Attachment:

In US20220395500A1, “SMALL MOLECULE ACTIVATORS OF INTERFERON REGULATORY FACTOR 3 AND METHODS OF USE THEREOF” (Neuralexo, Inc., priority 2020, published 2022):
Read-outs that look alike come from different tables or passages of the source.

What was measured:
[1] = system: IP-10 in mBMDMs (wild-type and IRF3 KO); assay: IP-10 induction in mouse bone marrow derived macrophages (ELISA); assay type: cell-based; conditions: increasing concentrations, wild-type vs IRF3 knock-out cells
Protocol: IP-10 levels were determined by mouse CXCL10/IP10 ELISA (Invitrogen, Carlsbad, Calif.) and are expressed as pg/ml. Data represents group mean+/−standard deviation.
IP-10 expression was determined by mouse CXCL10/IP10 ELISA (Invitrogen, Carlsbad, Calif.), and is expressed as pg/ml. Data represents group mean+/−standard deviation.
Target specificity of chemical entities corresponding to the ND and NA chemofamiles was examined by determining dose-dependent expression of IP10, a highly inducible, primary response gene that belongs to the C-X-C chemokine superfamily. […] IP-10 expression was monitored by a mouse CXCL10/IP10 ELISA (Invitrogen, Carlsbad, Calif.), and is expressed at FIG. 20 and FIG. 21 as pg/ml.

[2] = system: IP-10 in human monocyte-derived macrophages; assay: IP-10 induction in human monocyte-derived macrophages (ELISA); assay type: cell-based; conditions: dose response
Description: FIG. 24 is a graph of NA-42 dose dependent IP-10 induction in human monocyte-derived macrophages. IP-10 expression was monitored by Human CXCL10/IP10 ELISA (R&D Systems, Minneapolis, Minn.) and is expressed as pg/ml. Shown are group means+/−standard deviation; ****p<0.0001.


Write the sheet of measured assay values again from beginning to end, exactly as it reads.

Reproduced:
In US20220395500A1, “SMALL MOLECULE ACTIVATORS OF INTERFERON REGULATORY FACTOR 3 AND METHODS OF USE THEREOF” (Neuralexo, Inc., priority 2020, published 2022):
Read-outs that look alike come from different tables or passages of the source.

What was measured:
[1] = system: IP-10 in mBMDMs (wild-type and IRF3 KO); assay: IP-10 induction in mouse bone marrow derived macrophages (ELISA); assay type: cell-based; conditions: increasing concentrations, wild-type vs IRF3 knock-out cells
Protocol: IP-10 levels were determined by mouse CXCL10/IP10 ELISA (Invitrogen, Carlsbad, Calif.) and are expressed as pg/ml. Data represents group mean+/−standard deviation.
IP-10 expression was determined by mouse CXCL10/IP10 ELISA (Invitrogen, Carlsbad, Calif.), and is expressed as pg/ml. Data represents group mean+/−standard deviation.
Target specificity of chemical entities corresponding to the ND and NA chemofamiles was examined by determining dose-dependent expression of IP10, a highly inducible, primary response gene that belongs to the C-X-C chemokine superfamily. […] IP-10 expression was monitored by a mouse CXCL10/IP10 ELISA (Invitrogen, Carlsbad, Calif.), and is expressed at FIG. 20 and FIG. 21 as pg/ml.

[2] = system: IP-10 in human monocyte-derived macrophages; assay: IP-10 induction in human monocyte-derived macrophages (ELISA); assay type: cell-based; conditions: dose response
Description: FIG. 24 is a graph of NA-42 dose dependent IP-10 induction in human monocyte-derived macrophages. IP-10 expression was monitored by Human CXCL10/IP10 ELISA (R&D Systems, Minneapolis, Minn.) and is expressed as pg/ml. Shown are group means+/−standard deviation; ****p<0.0001.